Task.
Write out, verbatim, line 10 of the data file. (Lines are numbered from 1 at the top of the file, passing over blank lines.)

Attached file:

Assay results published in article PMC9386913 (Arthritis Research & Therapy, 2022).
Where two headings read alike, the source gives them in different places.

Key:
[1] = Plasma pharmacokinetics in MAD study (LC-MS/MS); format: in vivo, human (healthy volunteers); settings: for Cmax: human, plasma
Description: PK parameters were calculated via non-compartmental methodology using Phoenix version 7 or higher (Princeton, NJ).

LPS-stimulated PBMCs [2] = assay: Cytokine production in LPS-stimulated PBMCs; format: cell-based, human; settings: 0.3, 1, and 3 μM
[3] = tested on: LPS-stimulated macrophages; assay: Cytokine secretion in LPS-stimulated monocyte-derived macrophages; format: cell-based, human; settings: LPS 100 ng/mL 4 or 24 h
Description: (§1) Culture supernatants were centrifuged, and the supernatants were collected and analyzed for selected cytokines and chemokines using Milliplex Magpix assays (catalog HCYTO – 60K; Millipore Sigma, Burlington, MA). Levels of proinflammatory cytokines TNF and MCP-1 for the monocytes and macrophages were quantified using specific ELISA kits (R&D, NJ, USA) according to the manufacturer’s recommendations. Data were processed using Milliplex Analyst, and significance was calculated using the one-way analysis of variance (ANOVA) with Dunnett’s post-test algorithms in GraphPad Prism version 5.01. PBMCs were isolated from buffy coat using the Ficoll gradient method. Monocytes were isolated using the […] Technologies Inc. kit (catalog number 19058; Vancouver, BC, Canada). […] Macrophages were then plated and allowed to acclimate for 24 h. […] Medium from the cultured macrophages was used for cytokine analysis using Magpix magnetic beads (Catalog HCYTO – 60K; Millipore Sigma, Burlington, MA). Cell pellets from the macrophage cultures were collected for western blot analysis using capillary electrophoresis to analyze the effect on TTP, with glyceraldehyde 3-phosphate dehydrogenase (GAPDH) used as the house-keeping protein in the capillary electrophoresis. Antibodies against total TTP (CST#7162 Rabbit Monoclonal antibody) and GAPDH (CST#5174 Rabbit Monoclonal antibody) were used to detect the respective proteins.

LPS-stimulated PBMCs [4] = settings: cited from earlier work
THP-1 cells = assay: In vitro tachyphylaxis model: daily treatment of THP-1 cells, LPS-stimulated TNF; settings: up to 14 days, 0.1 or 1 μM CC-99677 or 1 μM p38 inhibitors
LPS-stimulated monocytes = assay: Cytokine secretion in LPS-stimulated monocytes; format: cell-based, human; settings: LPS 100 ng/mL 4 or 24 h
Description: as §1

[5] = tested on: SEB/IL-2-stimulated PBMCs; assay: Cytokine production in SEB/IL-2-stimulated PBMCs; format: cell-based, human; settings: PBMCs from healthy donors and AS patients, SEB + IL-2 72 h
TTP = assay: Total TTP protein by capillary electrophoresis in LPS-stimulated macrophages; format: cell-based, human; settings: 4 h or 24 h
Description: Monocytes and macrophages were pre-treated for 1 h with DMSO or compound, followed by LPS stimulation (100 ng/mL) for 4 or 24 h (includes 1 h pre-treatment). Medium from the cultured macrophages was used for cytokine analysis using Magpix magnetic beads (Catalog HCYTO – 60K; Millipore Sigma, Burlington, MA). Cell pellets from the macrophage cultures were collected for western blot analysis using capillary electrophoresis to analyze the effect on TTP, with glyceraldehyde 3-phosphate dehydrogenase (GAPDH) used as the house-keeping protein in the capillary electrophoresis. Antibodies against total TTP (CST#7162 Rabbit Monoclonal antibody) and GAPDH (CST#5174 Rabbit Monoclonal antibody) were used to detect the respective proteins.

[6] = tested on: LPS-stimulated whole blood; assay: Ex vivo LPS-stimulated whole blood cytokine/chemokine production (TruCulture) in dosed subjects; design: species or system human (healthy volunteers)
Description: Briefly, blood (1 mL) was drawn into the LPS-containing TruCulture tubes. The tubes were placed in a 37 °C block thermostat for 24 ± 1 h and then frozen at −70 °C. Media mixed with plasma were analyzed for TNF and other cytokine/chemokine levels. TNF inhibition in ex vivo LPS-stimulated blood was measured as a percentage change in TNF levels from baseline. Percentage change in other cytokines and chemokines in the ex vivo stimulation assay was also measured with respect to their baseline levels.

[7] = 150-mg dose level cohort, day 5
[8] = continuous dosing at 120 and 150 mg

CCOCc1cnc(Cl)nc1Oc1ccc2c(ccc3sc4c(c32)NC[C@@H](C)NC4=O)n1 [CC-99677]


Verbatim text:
THP-1 cells = assay: In vitro tachyphylaxis model: daily treatment of THP-1 cells, LPS-stimulated TNF; settings: up to 14 days, 0.1 or 1 μM CC-99677 or 1 μM p38 inhibitors